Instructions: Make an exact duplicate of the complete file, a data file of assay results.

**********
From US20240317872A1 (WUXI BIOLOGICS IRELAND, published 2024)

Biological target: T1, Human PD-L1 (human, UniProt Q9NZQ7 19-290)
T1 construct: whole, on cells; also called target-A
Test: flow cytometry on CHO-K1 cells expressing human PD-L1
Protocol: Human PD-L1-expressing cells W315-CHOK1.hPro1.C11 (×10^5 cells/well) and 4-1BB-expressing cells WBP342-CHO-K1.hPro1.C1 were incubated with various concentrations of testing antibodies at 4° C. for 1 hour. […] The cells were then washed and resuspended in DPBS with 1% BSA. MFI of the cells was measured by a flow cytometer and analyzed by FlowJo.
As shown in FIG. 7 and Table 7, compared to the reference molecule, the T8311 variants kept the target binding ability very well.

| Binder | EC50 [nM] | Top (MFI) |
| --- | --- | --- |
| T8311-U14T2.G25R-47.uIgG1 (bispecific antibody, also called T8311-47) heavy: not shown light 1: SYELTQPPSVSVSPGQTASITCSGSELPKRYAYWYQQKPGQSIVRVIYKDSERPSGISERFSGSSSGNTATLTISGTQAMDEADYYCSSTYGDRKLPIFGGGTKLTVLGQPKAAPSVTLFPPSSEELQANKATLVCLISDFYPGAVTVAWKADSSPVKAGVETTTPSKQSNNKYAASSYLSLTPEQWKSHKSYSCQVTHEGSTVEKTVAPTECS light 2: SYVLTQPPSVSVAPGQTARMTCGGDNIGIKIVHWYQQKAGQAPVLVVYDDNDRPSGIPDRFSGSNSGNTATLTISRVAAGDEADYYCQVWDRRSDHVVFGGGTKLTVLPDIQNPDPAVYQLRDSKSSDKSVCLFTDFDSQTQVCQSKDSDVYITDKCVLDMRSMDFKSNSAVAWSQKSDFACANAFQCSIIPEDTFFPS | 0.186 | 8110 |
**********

From US20240317872A1 (WUXI BIOLOGICS IRELAND, published 2024)

Biological target: T1, Human PD-L1 (human, UniProt Q9NZQ7 19-290)
T1 construct: whole, on cells; also called target-A
Test: flow cytometry on CHO-K1 cells expressing human PD-L1
Protocol: Human PD-L1-expressing cells W315-CHOK1.hPro1.C11 (×10^5 cells/well) and 4-1BB-expressing cells WBP342-CHO-K1.hPro1.C1 were incubated with various concentrations of testing antibodies at 4° C. for 1 hour. […] The cells were then washed and resuspended in DPBS with 1% BSA. MFI of the cells was measured by a flow cytometer and analyzed by FlowJo.
As shown in FIG. 7 and Table 7, compared to the reference molecule, the T8311 variants kept the target binding ability very well.

| Binder | EC50 [nM] | Top (MFI) |
| --- | --- | --- |
| T8311-U14T2.G25R-47.uIgG1 (bispecific antibody, also called T8311-47) heavy: not shown light 1: SYELTQPPSVSVSPGQTASITCSGSELPKRYAYWYQQKPGQSIVRVIYKDSERPSGISERFSGSSSGNTATLTISGTQAMDEADYYCSSTYGDRKLPIFGGGTKLTVLGQPKAAPSVTLFPPSSEELQANKATLVCLISDFYPGAVTVAWKADSSPVKAGVETTTPSKQSNNKYAASSYLSLTPEQWKSHKSYSCQVTHEGSTVEKTVAPTECS light 2: SYVLTQPPSVSVAPGQTARMTCGGDNIGIKIVHWYQQKAGQAPVLVVYDDNDRPSGIPDRFSGSNSGNTATLTISRVAAGDEADYYCQVWDRRSDHVVFGGGTKLTVLPDIQNPDPAVYQLRDSKSSDKSVCLFTDFDSQTQVCQSKDSDVYITDKCVLDMRSMDFKSNSAVAWSQKSDFACANAFQCSIIPEDTFFPS | 0.186 | 8110 |